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Iran and US heading to Qatar in latest bid to save nuclear accord

Golnar Motevalli, Annmarie Hordern, Ben Bartenstein, Bloomberg News on

Published in News & Features

Iran’s chief nuclear negotiator and his U.S. counterpart are heading to Doha, Qatar in the latest attempt to revive the 2015 nuclear deal and end a months-long standoff that has inflamed tensions in the oil-rich Persian Gulf.

Ali Bagheri Kani will travel to Doha on Tuesday in order to “negotiate the removal of sanctions on Iran,” and the talks will resume that day, the state-run Islamic Republic News Agency reported. A U.S. State Department official, who asked not to be identified, confirmed the talks are restarting this week.

Robert Malley, the U.S. Special Envoy for Iran, was already on his way to Qatar on Monday, according to people familiar with the matter, who discussed the negotiations on condition of anonymity.

Both sides tempered their optimism and put the onus on the other.

“We’re hopeful that in the latest round of talks we can reach the final point of an agreement provided that the U.S. and European countries are realistic in their behavior,” Iran’s Foreign Minister Hossein Amirabdollahian told reporters at a news conference in the Turkish capital Ankara on Monday.

The State Department official said a deal is within reach if Iran doesn’t ask for concessions that go beyond the parameters of the original nuclear accord that then-President Donald Trump abandoned in 2018. .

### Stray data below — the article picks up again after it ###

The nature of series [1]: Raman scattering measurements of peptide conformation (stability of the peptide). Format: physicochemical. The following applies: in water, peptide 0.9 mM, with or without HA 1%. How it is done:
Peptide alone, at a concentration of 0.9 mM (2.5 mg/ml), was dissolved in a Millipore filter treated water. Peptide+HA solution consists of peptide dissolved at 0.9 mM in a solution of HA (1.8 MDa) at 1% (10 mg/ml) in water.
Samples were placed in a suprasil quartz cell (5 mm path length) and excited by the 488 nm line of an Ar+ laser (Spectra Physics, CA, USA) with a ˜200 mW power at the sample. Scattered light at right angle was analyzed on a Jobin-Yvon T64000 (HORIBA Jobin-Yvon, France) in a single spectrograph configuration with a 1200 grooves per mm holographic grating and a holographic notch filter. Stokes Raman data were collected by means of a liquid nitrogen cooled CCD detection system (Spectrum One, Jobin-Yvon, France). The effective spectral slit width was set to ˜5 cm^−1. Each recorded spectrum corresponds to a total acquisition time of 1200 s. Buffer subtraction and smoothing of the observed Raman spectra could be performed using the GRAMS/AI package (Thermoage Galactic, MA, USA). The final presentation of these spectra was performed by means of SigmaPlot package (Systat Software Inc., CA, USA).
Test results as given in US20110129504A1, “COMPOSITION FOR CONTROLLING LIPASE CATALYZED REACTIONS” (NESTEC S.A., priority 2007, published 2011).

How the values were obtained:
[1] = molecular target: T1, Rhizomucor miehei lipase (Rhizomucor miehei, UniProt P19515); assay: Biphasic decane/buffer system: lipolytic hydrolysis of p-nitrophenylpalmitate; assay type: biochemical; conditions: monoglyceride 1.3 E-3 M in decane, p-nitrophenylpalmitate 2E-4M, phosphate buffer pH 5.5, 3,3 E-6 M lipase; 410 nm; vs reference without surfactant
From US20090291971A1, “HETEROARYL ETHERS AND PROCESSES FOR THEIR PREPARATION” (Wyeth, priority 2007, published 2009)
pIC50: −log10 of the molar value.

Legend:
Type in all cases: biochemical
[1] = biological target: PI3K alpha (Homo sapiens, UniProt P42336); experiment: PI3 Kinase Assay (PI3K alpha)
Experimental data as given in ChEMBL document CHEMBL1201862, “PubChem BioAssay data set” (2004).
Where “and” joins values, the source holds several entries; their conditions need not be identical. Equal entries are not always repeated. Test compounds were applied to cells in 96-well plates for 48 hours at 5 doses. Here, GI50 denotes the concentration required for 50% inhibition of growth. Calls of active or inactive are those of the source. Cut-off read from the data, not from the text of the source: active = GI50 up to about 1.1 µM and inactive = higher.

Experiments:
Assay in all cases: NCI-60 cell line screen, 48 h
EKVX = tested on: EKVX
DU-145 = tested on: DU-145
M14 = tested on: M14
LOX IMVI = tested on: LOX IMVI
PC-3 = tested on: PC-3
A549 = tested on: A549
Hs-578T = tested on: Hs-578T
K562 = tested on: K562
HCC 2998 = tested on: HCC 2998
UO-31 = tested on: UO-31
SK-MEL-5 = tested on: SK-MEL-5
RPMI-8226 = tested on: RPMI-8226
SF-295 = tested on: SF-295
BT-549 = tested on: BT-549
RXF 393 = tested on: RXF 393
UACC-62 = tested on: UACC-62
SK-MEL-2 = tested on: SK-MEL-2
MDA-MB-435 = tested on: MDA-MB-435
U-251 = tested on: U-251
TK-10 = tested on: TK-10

The pact, known as the Joint Comprehensive Plan of Action, placed strict controls on Iran’s nuclear activities in exchange for the lifting of sanctions, including easing restrictions on the OPEC producer’s oil exports. Reviving it may lead to more Iranian crude sales and help lower prices, which have surged 45% this year to about $110 a barrel.

 

The negotiations have dragged on for more than a year, even as energy and food prices have surged globally. Russia’s war on Ukraine is driving fear of famine in many countries, and high inflation is stalking the richest economies.

The 2015 agreement unraveled, with dramatic consequences for Iran’s economy and domestic politics, after Trump withdrew from it and imposed a much tougher sanctions regime on the Islamic Republic. Tehran significantly expanded its nuclear activities in response, exceeding the limits on uranium enrichment spelled out in the accord. The International Atomic Energy Agency censured Iran this month for failing to cooperate with its investigators.

The bid for new momentum comes as the Group of Seven nations meet in the Bavarian Alps, where officials also discussed the multinational nuclear accord. A senior French presidential official said on the sidelines of the summit that Iran and Venezuela should be allowed to return to oil markets to help stabilize prices, describing U.S. sanctions on energy exports as a knot that needs to be untied.

The talks in Doha will involve the European Union mediating between envoys from Tehran and Washington, and they follow a visit to the Iranian capital by the E.U.’s top diplomats where they said on Saturday that the negotiations will resume within days and take place in a Persian Gulf state.

The negotiations stalled in March after about a year of discussions in Vienna, where the original deal was sealed seven years ago. Officials have said that a few key issues remain unresolved between Tehran and Washington, including a Trump-era terrorism designation for Iran’s elite military branch, the Islamic Revolutionary Guard Corps.

©2022 Bloomberg L.P. Visit bloomberg.com. Distributed by Tribune Content Agency, LLC.

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